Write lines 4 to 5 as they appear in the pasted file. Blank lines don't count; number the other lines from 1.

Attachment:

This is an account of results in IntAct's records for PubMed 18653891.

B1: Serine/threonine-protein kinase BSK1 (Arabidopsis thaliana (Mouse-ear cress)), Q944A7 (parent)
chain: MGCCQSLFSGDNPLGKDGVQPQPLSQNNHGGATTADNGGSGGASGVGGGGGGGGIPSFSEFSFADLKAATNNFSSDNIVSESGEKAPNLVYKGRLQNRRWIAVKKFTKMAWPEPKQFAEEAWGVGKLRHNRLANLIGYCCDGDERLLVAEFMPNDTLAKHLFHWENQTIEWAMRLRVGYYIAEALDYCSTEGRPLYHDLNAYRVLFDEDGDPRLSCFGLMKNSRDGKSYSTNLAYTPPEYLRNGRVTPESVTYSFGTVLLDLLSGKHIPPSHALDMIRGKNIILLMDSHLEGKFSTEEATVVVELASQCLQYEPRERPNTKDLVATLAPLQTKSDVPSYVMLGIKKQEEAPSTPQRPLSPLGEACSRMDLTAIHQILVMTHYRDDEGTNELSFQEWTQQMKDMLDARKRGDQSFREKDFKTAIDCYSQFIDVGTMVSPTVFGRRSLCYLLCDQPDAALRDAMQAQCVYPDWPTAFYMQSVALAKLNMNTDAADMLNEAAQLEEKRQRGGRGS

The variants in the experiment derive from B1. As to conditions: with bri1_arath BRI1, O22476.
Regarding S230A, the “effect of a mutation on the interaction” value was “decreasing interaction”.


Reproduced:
The variants in the experiment derive from B1. As to conditions: with bri1_arath BRI1, O22476.
Regarding S230A, the “effect of a mutation on the interaction” value was “decreasing interaction”.